What can I use Instead of bergamot? Lemon balm is your best bergamot substitute as it lends similar citrus and minty flavors. After that, combining mint with lemon, lime, or orange zest replicates the bergamot herb flavor profile. Lastly, bergamot extract and Earl Grey leaves offer similar spicy and floral citrus flavors.
You may be more familiar with bergamot fruit or oil extract; however, the herb is equally valuable in the culinary world. Bergamot makes a delicious tea and adds unique citrus and minty freshness to salads, pizzas, vinaigrettes, and other dishes.
However, on the downside, bergamot is a rare find in supermarkets. On that note, here are the best substitutes for bergamot if you cannot find them at the store.
The Best Bergamot Substitutes
Like bergamot, lemon balm belongs to the mint family. In addition, the herb lends a fresh splash of citrus and minty notes, making it the perfect herb substitute for bergamot.
Lemon balm’s citrus flavors taste predominantly like lemon, whereas bergamot lends a mix of citrus hues.
However, the sweet, citrus, and minty combination of lemon balm tie a dish together nearly identical to bergamot.
Both herbs are used as remedies for colic, calming nerves, and easing anxiety. In addition, they both taste delicious in teas, cocktails, fruity drinks, and other beverages.
You can chop the green leaves into a fresh salad or add them to the salad dressing.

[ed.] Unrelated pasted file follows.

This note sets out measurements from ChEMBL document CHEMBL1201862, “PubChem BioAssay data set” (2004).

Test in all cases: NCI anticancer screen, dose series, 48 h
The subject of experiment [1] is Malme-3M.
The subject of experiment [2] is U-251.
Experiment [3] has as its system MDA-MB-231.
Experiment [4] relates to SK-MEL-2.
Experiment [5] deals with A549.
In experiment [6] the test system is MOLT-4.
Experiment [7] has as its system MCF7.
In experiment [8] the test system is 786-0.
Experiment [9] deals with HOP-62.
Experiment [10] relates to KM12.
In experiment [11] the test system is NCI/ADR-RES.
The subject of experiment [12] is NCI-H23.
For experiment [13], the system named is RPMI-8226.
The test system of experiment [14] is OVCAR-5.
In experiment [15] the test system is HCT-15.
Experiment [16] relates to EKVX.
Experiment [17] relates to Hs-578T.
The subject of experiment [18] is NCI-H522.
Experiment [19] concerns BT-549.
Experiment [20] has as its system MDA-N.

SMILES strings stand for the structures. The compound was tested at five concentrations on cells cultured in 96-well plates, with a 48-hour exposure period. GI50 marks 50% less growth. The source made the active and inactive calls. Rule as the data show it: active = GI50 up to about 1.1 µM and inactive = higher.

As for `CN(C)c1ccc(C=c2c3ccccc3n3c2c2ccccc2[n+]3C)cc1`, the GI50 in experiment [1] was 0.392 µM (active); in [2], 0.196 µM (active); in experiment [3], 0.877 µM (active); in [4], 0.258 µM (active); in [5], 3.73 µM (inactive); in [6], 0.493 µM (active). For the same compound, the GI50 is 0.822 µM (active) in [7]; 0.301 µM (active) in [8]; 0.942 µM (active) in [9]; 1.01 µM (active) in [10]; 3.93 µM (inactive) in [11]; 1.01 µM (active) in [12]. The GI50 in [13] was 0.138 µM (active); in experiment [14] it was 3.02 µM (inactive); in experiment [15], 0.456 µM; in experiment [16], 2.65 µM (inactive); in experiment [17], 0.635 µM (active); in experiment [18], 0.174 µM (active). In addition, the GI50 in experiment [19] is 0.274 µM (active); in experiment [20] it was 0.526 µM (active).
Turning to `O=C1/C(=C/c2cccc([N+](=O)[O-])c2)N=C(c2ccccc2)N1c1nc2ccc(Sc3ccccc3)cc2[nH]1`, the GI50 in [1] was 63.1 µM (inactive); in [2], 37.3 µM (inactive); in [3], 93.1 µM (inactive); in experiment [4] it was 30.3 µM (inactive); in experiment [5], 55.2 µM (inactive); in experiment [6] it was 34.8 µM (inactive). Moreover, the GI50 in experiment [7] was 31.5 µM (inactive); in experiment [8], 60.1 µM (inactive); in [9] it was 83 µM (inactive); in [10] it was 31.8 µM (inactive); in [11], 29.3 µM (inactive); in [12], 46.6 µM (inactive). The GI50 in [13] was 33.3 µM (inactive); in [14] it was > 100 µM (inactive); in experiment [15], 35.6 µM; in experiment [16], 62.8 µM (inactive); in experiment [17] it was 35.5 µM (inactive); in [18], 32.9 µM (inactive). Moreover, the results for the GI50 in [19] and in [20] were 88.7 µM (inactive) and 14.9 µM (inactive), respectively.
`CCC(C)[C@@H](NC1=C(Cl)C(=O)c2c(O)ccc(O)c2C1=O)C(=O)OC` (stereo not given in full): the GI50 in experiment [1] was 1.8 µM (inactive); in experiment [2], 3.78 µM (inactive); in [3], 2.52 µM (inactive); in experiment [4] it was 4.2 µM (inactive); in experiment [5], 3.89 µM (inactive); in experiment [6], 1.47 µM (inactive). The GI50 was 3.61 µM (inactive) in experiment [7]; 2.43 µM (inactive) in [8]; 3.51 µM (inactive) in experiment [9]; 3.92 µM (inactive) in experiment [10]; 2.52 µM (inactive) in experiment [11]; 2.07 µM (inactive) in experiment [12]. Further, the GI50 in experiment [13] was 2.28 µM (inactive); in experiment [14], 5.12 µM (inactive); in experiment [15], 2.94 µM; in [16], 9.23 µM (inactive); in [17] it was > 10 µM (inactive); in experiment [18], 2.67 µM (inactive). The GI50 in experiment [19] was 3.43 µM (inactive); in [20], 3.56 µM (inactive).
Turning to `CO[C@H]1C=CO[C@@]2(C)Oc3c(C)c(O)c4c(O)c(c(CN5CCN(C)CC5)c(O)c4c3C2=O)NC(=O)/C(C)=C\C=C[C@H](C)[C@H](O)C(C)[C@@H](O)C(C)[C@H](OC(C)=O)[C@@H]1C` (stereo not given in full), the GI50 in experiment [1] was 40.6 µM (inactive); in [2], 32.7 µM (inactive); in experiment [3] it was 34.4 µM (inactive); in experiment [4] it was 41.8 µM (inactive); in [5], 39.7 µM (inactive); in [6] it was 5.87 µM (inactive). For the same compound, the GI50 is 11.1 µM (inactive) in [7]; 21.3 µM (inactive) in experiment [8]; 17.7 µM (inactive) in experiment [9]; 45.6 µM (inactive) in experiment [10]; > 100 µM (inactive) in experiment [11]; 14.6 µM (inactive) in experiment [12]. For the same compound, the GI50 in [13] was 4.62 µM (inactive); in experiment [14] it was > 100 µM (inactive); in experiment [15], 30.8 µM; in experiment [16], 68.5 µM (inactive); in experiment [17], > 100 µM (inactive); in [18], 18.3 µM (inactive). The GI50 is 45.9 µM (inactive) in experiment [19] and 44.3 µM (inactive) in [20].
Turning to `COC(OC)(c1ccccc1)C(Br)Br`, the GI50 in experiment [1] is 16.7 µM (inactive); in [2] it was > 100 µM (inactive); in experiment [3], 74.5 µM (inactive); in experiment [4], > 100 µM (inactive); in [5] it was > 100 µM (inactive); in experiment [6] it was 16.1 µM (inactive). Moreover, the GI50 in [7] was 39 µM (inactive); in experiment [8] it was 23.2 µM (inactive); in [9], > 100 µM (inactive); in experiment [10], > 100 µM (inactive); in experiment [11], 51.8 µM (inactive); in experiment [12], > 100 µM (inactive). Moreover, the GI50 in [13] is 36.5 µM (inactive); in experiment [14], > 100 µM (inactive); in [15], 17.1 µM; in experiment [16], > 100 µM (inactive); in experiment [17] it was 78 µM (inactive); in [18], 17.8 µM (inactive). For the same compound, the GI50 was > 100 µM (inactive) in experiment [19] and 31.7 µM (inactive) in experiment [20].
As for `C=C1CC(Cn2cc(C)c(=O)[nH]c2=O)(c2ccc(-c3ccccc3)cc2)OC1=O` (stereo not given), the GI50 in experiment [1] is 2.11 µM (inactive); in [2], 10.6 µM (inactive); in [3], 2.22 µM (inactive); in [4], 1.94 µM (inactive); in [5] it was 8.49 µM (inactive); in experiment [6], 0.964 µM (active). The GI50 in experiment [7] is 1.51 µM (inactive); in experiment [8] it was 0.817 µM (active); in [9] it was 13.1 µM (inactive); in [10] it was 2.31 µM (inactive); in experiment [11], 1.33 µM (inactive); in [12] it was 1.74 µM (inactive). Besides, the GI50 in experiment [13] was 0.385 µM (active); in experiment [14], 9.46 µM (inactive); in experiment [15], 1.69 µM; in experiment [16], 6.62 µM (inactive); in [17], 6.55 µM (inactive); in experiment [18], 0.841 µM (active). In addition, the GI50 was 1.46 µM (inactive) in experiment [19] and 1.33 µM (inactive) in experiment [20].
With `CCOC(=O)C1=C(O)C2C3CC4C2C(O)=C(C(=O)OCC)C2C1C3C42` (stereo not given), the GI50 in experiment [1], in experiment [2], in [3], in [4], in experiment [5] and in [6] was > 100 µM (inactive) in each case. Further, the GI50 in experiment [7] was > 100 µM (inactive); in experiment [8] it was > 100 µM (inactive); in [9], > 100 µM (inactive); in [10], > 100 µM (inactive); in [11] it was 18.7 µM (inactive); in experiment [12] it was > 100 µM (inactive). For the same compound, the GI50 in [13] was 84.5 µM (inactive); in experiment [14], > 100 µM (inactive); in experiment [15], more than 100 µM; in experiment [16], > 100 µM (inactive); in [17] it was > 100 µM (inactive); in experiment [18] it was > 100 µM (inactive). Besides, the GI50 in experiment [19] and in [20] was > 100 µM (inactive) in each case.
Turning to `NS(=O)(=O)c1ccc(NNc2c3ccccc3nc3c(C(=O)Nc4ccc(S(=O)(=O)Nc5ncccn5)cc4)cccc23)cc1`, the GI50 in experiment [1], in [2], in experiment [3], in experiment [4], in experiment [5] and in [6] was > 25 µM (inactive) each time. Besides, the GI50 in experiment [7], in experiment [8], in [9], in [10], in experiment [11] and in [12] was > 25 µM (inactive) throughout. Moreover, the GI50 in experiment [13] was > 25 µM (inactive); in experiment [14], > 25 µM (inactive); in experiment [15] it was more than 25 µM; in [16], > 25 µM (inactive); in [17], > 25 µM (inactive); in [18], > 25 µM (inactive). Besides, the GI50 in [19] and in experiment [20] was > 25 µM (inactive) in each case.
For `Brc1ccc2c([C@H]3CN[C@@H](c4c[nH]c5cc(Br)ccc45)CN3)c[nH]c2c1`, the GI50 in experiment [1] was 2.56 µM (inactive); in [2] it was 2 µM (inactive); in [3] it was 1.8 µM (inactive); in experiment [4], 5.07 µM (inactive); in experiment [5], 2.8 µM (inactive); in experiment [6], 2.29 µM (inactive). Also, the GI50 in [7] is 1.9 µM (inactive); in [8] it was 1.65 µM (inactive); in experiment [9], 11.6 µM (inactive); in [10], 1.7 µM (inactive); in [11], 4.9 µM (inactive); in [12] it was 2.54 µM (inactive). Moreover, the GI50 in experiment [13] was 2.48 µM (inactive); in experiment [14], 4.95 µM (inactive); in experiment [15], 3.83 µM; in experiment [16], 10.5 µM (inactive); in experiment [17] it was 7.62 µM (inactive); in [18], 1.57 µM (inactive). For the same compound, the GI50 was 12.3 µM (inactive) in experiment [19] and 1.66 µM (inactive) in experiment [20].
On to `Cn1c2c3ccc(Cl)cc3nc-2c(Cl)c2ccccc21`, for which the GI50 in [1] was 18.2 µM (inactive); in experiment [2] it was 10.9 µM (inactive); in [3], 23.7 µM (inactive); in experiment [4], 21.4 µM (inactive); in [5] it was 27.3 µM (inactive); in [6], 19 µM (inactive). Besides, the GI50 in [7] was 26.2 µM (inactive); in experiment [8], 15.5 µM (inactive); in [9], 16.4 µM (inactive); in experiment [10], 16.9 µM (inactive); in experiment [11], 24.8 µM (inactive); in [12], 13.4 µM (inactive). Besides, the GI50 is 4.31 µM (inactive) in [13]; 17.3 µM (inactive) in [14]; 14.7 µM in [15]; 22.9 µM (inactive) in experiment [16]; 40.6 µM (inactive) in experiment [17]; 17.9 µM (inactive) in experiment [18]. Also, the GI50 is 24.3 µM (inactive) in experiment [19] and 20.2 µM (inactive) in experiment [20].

Mint And Lemon Zest
In a close second, mint leaves and lemon zest perfectly replicate the taste of bergamot herbs.
While mint and bergamot come from the same family, the primary flavors of bergamot include mint and citrus notes.
So, while mint leaves are a suitable substitute, the dish of lemon zest helps replicate the refreshing citrus tang of bergamot.
Ensure that you combine the mint and lemon zest before adding them to your dish to allow the flavors to blend into one coherent flavor instead of tasting like two different ingredients.
Mint And Orange Zest
Another great way to match bergamot’s sweet citrus flavors is to use orange zest. However, you’ll need to add mint leaves to account for the minty notes.
Orange and mint complement one another beautifully in salads, vinaigrette, and juices.
However, remember to combine the two ingredients instead of adding them separately for a closer bergamot match.
The mint and orange zest combination also provides similar health and antimicrobial benefits to bergamot.
Mint and Lime Zest
Mint leaves paired with lime zest are another excellent alternative to use instead of bergamot.
However, lime zest is more bitter than lemons and oranges. So, you’ll want to use less zest when combining them with mint leaves to replicate bergamot.
You can also try using lime juice instead of zest. However, you’ll want to use half the lime juice to prevent a bitter taste.
Bergamot extract is derived from the orange-like citrus fruit, which the herb is named after. Although from different plants, bergamot oil extract can replicate similar flavors to the bergamot herb.
While bergamot extract lacks the minty notes of its herbal namesake, the oil is a suitable substitute for bergamot’s primary flavor profile.
Bergamot extract provides similar spicy and floral citrus flavors as the herb.
Bergamot extract is the perfect substitute for a vinaigrette. We recommend blending the extract with mint leaves to get a closer match to bergamot.
Bergamot is the primary flavoring in Earl Grey tea. The tea is made using black tea leaves and dried bergamot fruit extract.
Earl Grey’s distinctive bergamot flavor makes it a quick and easy substitute for bergamot-flavored beverages. You can also use Earl Grey leaves as a bergamot substitute in meals.
You can also use Earl Grey essence if you do not have Earl Grey tea leaves. However, the extract won’t be as sweet or citrusy as the tea leaves.